The transport of living horses over such long distances and in such appalling conditions is, amongst other things, a cultural issue. Horses are an integral part of Polish heritage and culture and have been favoured animals throughout the country’s history. The close relationship between horses and Polish soldiers has always been a very special one - so much so that traditionally, horses were always present at the funeral of their fallen rider. On the land, they have always been seen as hard-working helpers of farmers.
Poland has attained great respect among the countries of the world, largely because of its strenuous efforts to build a society founded on humane principles. The horror of live exports strikes a serious blow against this image.
Following the implementation of the Animal Welfare Act two years ago, there have been no noticeable improvements in the way farmed animals are treated, especially so in the treatment of horses who make up the live export trade.
Poland’s background is different to that of any other western country. The history of the past 200 years has been one of invasions, wars, uprisings, holocaust and totalitarianism. Violation of human rights became commonplace and perhaps this has been reflected in the way farmed animals were treated. Fortunately, all that is now changing as the country prepares for access to the EU.
There is now a legal and moral imperative to accept and implement international standards for the treatment of animals. It is not simply a question of laws, codes of practice and regulations, it is also essential to take account of public opinion. It is public opinion which has brought about improvements in animal welfare and public opinion in the EU is still ahead of both its legislators and the law. The people of Europe are increasingly demanding and end to the cruel and inhumane treatment of animals in every area and Poland must take cognisance of this.
In Poland, the traditional differences between village and city life and mentality is disappearing fast. In rural areas, levels of education for young people are the same as in cities. The younger generation is forsaking its traditional, rural occupations, which clearly has some negative aspects. However, moving away from traditional farming societies has altered their traditionally low image of and respect for farmed animals. The new young generation no longer sees farmed animals solely as a food source. They are establishing emotional links with animals, no longer see them merely as objects and are beginning to embrace the language of animal rights.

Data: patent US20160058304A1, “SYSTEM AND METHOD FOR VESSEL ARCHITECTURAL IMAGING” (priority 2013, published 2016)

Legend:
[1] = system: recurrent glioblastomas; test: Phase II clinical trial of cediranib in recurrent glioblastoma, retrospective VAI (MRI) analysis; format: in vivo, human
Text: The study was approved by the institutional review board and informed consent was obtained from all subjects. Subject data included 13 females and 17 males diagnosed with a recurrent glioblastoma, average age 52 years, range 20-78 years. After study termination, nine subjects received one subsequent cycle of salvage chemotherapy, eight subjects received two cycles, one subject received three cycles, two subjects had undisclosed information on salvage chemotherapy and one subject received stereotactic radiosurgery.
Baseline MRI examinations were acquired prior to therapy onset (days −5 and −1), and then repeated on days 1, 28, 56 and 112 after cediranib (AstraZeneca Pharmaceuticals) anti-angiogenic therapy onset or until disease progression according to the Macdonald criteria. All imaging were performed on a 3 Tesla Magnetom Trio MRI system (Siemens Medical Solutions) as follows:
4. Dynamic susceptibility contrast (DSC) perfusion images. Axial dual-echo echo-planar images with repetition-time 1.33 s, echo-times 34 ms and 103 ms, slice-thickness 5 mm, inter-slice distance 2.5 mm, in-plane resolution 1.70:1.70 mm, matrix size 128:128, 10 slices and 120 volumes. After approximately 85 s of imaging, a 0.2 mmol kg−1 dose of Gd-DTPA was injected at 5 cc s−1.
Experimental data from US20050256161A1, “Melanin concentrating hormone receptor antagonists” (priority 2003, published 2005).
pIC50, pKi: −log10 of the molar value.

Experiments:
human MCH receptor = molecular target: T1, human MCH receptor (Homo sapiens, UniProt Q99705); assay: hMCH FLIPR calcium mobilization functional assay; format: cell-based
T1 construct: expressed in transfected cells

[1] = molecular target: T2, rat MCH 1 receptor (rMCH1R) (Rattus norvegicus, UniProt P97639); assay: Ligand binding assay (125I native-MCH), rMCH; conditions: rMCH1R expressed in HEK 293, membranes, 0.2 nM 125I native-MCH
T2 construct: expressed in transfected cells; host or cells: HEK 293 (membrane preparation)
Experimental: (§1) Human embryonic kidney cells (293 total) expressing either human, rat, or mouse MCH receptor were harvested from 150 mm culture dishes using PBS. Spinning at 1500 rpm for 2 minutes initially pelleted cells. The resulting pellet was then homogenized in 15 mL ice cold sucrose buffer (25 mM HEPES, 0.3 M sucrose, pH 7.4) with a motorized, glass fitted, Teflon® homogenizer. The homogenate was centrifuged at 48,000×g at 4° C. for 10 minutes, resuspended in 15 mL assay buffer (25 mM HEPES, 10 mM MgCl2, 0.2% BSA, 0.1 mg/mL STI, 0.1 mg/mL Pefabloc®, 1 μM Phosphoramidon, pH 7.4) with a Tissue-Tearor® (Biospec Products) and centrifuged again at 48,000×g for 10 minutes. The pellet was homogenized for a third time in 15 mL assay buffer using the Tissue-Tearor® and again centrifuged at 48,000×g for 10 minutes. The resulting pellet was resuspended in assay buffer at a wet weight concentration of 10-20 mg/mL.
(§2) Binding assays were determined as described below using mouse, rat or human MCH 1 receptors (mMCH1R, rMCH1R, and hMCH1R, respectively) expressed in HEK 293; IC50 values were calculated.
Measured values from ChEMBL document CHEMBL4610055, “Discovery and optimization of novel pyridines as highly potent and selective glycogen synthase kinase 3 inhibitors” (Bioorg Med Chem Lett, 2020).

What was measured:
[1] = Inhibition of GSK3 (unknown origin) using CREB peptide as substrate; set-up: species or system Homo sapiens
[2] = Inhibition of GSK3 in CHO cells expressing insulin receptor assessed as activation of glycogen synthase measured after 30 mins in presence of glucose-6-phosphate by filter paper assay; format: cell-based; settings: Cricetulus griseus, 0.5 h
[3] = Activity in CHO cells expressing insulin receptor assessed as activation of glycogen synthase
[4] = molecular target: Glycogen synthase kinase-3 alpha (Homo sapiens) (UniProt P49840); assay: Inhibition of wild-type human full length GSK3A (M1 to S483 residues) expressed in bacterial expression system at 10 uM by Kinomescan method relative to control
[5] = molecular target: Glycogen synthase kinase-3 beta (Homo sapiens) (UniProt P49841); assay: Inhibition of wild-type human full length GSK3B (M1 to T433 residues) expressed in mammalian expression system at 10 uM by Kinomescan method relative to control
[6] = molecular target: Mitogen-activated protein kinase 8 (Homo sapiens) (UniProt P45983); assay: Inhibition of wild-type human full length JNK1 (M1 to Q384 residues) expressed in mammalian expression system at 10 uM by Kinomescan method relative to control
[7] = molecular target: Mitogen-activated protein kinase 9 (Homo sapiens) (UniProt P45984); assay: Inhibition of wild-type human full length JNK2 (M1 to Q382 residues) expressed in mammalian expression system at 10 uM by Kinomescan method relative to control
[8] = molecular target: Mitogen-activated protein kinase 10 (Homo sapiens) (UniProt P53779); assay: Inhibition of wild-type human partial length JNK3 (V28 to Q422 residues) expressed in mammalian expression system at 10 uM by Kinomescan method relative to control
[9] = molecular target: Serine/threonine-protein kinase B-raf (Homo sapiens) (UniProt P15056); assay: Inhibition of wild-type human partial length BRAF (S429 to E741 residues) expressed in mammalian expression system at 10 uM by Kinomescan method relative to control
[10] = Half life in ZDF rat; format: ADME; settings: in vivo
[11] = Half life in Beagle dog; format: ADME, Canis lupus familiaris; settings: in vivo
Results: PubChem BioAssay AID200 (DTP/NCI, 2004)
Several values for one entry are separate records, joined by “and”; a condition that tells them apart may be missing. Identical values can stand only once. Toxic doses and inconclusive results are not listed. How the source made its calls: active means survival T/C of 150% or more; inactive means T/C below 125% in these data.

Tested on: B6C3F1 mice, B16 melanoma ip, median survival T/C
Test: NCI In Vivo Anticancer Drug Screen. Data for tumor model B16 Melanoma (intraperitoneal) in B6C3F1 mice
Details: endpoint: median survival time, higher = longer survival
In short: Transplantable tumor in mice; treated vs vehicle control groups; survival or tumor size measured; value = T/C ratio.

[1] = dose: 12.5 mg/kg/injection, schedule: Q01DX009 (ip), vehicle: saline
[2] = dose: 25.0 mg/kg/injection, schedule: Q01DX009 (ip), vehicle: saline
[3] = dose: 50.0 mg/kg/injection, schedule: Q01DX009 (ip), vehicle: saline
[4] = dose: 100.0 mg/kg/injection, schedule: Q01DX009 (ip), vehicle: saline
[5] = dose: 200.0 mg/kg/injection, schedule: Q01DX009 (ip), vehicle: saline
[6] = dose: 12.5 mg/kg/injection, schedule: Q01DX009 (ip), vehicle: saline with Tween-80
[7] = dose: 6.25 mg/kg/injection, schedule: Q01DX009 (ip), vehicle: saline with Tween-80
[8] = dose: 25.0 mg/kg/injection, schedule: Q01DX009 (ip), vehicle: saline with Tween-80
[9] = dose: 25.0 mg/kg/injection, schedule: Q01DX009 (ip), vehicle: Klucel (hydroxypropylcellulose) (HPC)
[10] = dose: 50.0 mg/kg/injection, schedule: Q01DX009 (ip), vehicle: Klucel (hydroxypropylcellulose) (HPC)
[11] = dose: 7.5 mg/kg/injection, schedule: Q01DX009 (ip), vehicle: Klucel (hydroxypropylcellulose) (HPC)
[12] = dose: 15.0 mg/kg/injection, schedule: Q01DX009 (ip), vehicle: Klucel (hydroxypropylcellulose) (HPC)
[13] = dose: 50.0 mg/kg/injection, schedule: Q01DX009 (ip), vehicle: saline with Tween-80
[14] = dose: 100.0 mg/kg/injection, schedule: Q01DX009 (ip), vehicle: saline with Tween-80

These changes may rapidly increase through the introduction of animal rights debates into high school and college education. The Animal Welfare Act of 1997 obliges all types of Polish schools to have classes in animal rights - but this is another part of the Act yet to be implemented. A growing understanding of other’s people’s attitudes to animals cannot help but inform the debate which is taking place.
In Poland, eating horsemeat has traditionally been frowned on and yet the common denominator for all horses is the slaughterhouse. However, the unspeakable levels of pain and suffering involved in long-distance transportation of living horse are simply not acceptable. Young, old, healthy, sick - they are all sent on these agonising journeys. Slaughter has become an easy way for Poland to get rid of its surplus horses, quickly and for a profit.
We say that Poland’s horses deserve better than this. Poles owe it to their horses to respect them and to retire them rather than subject them to these horrific journey’s to the slaughterhouse. We believe that the practice of slaughtering pregnant mares and foals and forcibly prolonging the suffering of sick, dying, and injured horses is, quite simply, inexcusable. The few pounds earned from it can be seen as, literally, blood money.